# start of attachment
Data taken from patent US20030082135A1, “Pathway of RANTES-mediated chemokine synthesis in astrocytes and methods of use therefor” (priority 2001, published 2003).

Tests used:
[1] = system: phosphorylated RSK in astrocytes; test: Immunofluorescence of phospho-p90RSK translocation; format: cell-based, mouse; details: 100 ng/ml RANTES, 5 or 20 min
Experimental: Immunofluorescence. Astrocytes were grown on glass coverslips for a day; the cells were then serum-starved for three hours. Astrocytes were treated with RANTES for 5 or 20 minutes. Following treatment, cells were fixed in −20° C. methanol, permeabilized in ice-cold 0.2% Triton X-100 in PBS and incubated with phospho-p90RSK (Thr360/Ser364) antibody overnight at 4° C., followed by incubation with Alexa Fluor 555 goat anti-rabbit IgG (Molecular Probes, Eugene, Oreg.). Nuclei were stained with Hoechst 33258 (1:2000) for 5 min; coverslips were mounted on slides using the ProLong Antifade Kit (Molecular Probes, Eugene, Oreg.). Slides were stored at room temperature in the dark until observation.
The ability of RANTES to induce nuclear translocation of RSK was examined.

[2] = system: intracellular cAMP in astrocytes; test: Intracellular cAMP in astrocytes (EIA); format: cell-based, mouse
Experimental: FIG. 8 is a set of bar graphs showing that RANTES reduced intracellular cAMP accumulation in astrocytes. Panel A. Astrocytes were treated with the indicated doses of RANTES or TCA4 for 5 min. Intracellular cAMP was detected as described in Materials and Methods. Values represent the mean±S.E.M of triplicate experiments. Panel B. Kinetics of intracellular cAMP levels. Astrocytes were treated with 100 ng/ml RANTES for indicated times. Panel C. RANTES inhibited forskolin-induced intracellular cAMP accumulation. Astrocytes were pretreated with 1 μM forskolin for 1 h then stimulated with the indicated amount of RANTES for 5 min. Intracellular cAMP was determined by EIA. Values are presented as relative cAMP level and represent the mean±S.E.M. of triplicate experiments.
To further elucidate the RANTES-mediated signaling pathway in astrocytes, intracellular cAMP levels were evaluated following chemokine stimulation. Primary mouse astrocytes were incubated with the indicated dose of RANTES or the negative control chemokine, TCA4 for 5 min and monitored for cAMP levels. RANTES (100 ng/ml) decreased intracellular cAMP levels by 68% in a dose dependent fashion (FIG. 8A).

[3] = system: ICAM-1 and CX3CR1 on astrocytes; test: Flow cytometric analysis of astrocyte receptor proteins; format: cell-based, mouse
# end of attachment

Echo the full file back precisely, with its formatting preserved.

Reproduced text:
Data taken from patent US20030082135A1, “Pathway of RANTES-mediated chemokine synthesis in astrocytes and methods of use therefor” (priority 2001, published 2003).

Tests used:
[1] = system: phosphorylated RSK in astrocytes; test: Immunofluorescence of phospho-p90RSK translocation; format: cell-based, mouse; details: 100 ng/ml RANTES, 5 or 20 min
Experimental: Immunofluorescence. Astrocytes were grown on glass coverslips for a day; the cells were then serum-starved for three hours. Astrocytes were treated with RANTES for 5 or 20 minutes. Following treatment, cells were fixed in −20° C. methanol, permeabilized in ice-cold 0.2% Triton X-100 in PBS and incubated with phospho-p90RSK (Thr360/Ser364) antibody overnight at 4° C., followed by incubation with Alexa Fluor 555 goat anti-rabbit IgG (Molecular Probes, Eugene, Oreg.). Nuclei were stained with Hoechst 33258 (1:2000) for 5 min; coverslips were mounted on slides using the ProLong Antifade Kit (Molecular Probes, Eugene, Oreg.). Slides were stored at room temperature in the dark until observation.
The ability of RANTES to induce nuclear translocation of RSK was examined.

[2] = system: intracellular cAMP in astrocytes; test: Intracellular cAMP in astrocytes (EIA); format: cell-based, mouse
Experimental: FIG. 8 is a set of bar graphs showing that RANTES reduced intracellular cAMP accumulation in astrocytes. Panel A. Astrocytes were treated with the indicated doses of RANTES or TCA4 for 5 min. Intracellular cAMP was detected as described in Materials and Methods. Values represent the mean±S.E.M of triplicate experiments. Panel B. Kinetics of intracellular cAMP levels. Astrocytes were treated with 100 ng/ml RANTES for indicated times. Panel C. RANTES inhibited forskolin-induced intracellular cAMP accumulation. Astrocytes were pretreated with 1 μM forskolin for 1 h then stimulated with the indicated amount of RANTES for 5 min. Intracellular cAMP was determined by EIA. Values are presented as relative cAMP level and represent the mean±S.E.M. of triplicate experiments.
To further elucidate the RANTES-mediated signaling pathway in astrocytes, intracellular cAMP levels were evaluated following chemokine stimulation. Primary mouse astrocytes were incubated with the indicated dose of RANTES or the negative control chemokine, TCA4 for 5 min and monitored for cAMP levels. RANTES (100 ng/ml) decreased intracellular cAMP levels by 68% in a dose dependent fashion (FIG. 8A).

[3] = system: ICAM-1 and CX3CR1 on astrocytes; test: Flow cytometric analysis of astrocyte receptor proteins; format: cell-based, mouse